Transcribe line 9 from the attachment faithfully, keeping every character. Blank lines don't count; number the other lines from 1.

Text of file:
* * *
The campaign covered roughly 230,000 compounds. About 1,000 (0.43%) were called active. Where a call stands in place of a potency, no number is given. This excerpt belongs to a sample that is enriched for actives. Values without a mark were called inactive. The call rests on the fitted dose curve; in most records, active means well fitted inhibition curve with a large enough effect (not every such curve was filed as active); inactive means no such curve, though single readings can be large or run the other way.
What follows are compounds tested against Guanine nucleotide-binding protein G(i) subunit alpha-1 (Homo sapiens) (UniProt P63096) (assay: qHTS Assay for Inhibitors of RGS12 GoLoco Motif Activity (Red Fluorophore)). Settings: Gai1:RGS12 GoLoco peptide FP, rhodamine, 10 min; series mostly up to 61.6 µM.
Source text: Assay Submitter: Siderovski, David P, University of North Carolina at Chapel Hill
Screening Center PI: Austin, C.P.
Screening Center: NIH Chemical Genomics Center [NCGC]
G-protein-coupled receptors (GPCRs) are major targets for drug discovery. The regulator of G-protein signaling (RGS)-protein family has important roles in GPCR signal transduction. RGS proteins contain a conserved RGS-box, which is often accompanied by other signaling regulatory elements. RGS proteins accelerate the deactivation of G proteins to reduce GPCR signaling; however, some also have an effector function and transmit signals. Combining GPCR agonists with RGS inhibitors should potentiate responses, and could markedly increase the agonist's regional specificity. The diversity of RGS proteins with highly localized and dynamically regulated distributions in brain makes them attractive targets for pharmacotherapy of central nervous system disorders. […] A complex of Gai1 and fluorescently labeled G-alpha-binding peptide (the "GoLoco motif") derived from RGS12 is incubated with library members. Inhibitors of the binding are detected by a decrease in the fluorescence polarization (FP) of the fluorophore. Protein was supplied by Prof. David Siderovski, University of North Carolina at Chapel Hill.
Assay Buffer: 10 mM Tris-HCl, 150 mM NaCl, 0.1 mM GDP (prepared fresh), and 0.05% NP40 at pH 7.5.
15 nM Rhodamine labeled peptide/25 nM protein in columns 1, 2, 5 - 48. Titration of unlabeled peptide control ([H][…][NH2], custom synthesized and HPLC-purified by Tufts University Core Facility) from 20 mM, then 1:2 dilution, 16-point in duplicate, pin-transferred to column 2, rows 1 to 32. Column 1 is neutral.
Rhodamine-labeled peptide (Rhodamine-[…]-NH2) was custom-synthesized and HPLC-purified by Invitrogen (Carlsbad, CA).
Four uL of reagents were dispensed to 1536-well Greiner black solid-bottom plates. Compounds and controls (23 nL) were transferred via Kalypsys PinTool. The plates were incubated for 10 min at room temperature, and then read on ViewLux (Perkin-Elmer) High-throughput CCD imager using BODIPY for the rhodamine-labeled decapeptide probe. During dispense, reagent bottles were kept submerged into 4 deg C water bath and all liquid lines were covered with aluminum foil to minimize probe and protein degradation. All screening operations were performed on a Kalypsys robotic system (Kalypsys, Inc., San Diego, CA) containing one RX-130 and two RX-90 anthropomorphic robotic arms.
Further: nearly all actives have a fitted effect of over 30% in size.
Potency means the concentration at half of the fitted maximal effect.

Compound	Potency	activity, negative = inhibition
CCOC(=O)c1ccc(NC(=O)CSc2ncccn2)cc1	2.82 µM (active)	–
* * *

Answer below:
Rhodamine-labeled peptide (Rhodamine-[…]-NH2) was custom-synthesized and HPLC-purified by Invitrogen (Carlsbad, CA).